Additionally, states have six different ways of tabulating tests (the number of people tested or the number of samples tested, for example) and also six different ways of counting vaccines.

Poor data collection frameworks are present across the country, which is a larger referendum on the US public health system, Blauer told CNN. The proportion of data that has demographic details attached has been fairly consistently below 60%.

“It shows that the system itself does not learn,” he said.

Regardless, data collection is a step in the right direction, experts say. “We always say that data drives action,” Emily Zylla, principal investigator at the University of Minnesota State Health Access Data Assistance Center, told CNN.

And once it’s collected and published, the data must be linked to specific strategies and interventions to bring about real change, he said.

Illinois, for example, is one of the few states that tracks both testing and vaccination data by race and ethnicity.

“By collecting demographic data for tests, cases, and deaths, we are able to see some of these hardest hit areas and deploy more resources, such as educational materials, community health workers, and testing. Similarly, vaccination demographics help inform where else specific efforts are needed, “Melaney Arnold, head of Public Information for the Illinois Department of Health, told CNN.

“With lower vaccination rates among the black population, we have reached out to places of worship and community organizations in these communities to establish mobile vaccination clinics, as well as black fraternity and sorority organizations to help instill confidence in safety. and efficacy of vaccines “.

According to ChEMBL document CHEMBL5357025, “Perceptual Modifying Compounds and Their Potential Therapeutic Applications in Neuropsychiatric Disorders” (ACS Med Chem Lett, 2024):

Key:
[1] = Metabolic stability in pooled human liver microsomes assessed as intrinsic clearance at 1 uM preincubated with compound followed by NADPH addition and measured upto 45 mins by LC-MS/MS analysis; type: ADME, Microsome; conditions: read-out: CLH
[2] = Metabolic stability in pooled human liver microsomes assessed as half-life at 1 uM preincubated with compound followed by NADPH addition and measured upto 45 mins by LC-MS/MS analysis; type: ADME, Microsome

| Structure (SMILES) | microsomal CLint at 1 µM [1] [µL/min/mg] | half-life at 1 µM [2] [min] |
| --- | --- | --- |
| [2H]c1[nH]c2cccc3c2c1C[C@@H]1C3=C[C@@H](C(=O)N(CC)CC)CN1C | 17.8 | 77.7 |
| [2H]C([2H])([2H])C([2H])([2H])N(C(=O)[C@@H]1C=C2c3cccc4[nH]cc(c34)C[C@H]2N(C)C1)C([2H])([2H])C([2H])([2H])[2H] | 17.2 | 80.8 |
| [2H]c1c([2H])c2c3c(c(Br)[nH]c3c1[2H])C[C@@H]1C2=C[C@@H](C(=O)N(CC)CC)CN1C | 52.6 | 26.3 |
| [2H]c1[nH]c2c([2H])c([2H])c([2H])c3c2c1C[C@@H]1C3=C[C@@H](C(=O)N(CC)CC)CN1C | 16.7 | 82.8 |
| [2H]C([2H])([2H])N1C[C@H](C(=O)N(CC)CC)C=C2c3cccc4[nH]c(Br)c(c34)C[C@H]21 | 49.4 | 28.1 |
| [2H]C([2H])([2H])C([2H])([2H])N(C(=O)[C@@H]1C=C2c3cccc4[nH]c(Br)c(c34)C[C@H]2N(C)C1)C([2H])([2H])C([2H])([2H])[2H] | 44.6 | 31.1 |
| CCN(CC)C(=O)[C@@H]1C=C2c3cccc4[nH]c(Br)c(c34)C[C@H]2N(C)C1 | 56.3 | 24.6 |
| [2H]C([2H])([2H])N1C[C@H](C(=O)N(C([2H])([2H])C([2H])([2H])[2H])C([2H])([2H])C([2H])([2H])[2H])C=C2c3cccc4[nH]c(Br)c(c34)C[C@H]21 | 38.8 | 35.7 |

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Despite data limitations, trends emerge but are not corrected

“The data, even in its limited nature, really confirms that if you are poor and if you are black or brown in this country, you are very limited as to where you can access basic resources to even navigate personal decisions around covid.” Blauer told CNN.

“Even when we knew there were significant problems with access to testing, we did not correct it in the vaccine distribution.”

With one exception in Missouri, each of the states in which Black and Hispanic people are undervalued are also states in which Black and Hispanic people are under-vaccinated relative to their proportion of Covid-19 cases.

It took the federal government a while to require states to collect demographic data for testing, Zylla said, and even after it was necessary, collecting that kind of data requires people to share information about themselves and implies a certain level. trustworthy.

“Getting to that level of data doesn’t happen overnight,” he said.

The technology and resources that allow for comprehensive recordkeeping differ by state, and Health Departments are also limited to other tasks related to the pandemic.

“Local leaders are also frustrated. They carry the burden of having to be front-line first responders,” Blauer of Johns Hopkins University told CNN. “There are bright spots at the local level, in both states and local communities. The question is, ‘Are we going to extrapolate these lessons learned?’